I remember reporting back to Ohio that it was "cabinny in feel." The setting was much more Michigan than California. My Nana had an oil painting (I have it now) that I had always coveted. A little girl dressed in red playing with a yellow ball on a narrow path sided by tall blue trees. I wonder now if this painting didn't play some prescient part in my landing where I did.

The house was almost as strange as the setting. The "master bedroom" was attached to the Jack and Jill children's rooms, so we made our own master in the front of the house. It had built in bookshelves and a built in desk and a wooden wall --pocket doors -- that slid open to the living room. I learned, upon moving out that it had been built as a music studio that held a piano. Our bed was a "California King" -- something I had never heard of, but hard to buy sheets for back in the Midwest!

Each room had built in dressers, the kitchen was small, but what did I care? I never knew the oven thermostat didn't operate until a Russian repairman told me ten years later when the oven shut down a day before Thanksgiving. Shoji screens hid the kitchen, and the washer/dryer/litterbox room behind it; a room my husband later used for his first computer. The dining area was separated from the living room by an indoor grill, where we put our first microwave. The living room looked out over a valley and onto the mountains. We eventually built a lovely deck with a hot tub, and added beautiful landscaping; all which went to pot after we separated. At that pointed I painted the deck a circus-like pink and green.

There was a playhouse in the back, and a room with a sauna out the front door. This was a magical, mystical place to live. A place you went "phseew" every time you drove into the driveway. We loved it, we did.


Food

What personal staples are always and always in your kitchen or refrigerator?

I have zero imagination when it comes to food, and I hate to go to the grocery store, so throughout my life, I have tended to eat the same thing every day for lunch. I have a harder time with dinner, so mostly it becomes a variation of lunch.

Here are my current must-have-on-hands:

Blueberries (saw on Oprah that they are the perfect food)
Kroger's Private Selection Oven Roasted Turkey Breast sliced/ shredded "falling apart"
Apples (much of the fruit goes uneaten, I admit)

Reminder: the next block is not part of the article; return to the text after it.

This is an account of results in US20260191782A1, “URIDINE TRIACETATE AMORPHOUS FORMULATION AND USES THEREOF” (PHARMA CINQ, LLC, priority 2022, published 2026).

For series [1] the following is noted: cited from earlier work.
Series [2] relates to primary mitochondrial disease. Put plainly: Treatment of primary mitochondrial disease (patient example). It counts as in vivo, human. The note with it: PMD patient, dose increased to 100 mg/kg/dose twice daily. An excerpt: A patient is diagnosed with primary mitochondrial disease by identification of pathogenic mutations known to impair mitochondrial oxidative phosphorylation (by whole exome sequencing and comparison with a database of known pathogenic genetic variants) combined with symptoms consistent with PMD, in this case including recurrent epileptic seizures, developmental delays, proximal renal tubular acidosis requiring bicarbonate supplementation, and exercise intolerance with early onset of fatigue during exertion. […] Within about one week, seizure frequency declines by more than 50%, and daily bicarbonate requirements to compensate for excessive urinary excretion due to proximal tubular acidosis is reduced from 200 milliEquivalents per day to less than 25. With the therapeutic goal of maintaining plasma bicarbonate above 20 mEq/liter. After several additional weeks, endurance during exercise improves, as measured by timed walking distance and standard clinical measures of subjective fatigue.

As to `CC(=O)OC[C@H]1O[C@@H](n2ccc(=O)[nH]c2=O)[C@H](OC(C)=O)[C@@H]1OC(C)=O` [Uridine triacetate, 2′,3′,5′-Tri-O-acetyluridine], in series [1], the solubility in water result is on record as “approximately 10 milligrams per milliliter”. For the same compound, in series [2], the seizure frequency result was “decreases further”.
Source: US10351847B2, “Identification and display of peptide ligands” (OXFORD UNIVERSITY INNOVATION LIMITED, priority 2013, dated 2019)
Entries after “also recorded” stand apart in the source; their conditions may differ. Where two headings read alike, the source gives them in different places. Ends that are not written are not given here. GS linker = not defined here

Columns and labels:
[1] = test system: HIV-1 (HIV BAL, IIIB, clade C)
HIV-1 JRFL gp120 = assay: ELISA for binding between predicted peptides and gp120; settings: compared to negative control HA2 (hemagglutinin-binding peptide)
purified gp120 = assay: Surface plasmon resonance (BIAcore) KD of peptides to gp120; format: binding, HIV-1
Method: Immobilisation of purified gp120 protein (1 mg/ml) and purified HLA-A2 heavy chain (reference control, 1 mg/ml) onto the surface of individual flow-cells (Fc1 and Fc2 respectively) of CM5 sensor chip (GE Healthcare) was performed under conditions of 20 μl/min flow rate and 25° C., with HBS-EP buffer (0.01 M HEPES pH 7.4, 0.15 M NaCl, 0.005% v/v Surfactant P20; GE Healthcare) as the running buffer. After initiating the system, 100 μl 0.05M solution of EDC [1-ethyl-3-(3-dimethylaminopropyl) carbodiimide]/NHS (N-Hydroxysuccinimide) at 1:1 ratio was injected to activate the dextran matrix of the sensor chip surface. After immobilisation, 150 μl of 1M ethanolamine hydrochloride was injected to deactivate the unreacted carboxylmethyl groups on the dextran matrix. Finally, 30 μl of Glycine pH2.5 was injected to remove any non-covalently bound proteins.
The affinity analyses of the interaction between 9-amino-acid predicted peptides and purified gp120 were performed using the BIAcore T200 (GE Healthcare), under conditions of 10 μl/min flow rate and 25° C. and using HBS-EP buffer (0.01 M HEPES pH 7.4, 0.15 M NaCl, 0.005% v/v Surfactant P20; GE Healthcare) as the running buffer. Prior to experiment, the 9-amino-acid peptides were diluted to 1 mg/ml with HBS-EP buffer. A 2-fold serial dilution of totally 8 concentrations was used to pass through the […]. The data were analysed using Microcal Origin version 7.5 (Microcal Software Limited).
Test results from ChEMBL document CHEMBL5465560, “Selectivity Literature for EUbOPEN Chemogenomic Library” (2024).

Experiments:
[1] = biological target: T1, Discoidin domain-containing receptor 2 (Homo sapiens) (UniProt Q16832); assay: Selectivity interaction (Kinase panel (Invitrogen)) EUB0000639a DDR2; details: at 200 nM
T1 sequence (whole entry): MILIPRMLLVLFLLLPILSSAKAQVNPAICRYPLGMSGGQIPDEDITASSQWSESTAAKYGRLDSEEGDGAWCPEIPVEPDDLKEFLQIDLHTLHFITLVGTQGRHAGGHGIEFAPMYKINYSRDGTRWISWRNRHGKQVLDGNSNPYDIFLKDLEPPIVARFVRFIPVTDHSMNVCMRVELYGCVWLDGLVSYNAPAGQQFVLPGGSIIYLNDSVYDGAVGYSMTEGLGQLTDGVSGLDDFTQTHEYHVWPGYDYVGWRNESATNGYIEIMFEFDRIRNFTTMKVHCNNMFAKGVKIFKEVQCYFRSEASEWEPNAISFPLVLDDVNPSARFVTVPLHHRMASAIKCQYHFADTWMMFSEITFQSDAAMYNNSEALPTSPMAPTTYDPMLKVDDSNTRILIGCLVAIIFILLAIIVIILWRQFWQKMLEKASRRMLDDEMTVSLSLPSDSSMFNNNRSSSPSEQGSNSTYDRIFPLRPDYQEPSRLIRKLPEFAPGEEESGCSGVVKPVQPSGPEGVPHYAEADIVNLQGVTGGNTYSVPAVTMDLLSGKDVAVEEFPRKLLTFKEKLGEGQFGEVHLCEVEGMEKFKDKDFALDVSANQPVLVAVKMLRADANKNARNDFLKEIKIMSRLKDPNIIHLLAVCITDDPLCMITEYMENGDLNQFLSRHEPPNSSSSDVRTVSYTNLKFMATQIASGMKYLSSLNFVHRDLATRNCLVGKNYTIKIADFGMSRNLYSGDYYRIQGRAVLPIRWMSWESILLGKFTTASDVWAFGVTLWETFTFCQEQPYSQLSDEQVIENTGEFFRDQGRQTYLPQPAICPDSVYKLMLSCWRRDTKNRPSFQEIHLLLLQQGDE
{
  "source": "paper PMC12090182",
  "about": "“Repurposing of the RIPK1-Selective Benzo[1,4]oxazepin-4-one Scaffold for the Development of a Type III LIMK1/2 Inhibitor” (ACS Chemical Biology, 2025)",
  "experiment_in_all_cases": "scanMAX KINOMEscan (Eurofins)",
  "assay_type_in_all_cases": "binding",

Alpine Reduced Fat Swiss Cheese
Smucker's Natural Peanut Butter
Coffee
Dannon Light'n Fit yogurt vanilla)
Green Tea (another Oprah suggestion)
Land O' Lakes Fat Free Half and Half
Diet Cherry Vanilla Dr. Pepper
Water
Snausages for you know who.

I am forced to go to the grocery when I'm nearly out of water, but I'll put it off and off and off.

One of my favorite things in a book ever is the must-have grocery list Erica Jong wrote in Any Woman's Blues:

"Raisin bran, milk, bananas, coffee, apples, sliced turkey, rye bread, tuna fish, butter cookies, chocolate ice cream. aspirin, Valium, yogurt"

Update:
New must haves:
Greek Yogurt
Blueberries, red raspberries, bananas
Hard boiled eggs
String cheese
Almonds, walnuts, raisins,
Coke Zero
Special K waffles
And Snausages for you know who.

If you have a dog, it probably has a Kong, and you know how nicely Snausages fit. And if you have a dog like mine, you know how quickly Kong can become an obsession.


Politics and History

How have your political views changed over time? Have you become more passionate and political or do you kind of just ignore politics nowadays?

So I'm reading along in the paper this morning, when I come to the vile headline : Bin Laden calls for long fight with West.

This was more like a throw down than a headline. I try to skirt the negative as much as I can, but I had to see what more Osama had to say. I read along.
And then I came to this description about ObL.

"The 49-year-old Saudi had beeen silent more than a year." Forty-nine? Osama bin Ladin is 49? Doesn't he look older to you?

I may be the only person in the world who didn't know this, but it fulfilled my news nose for the day.

Osama was in Kindergarten when I was in Junior High. Little baby.


Your House Now

What is the most comfortable room in your home? What is your favorite chair? Favorite place to read? Where do you usually sit to talk on the phone? Where do you usually do your computer work?

Everyone ends up in a chair. Life leads you to that place to spend the day and evening; a cockpit with armreach access to phone, remote and reading materials, to clock, to address book, medications and water, to a place to throw the newspaper and the table where you like to take your meals. Your spot, where you can be found, comfortable in your chair.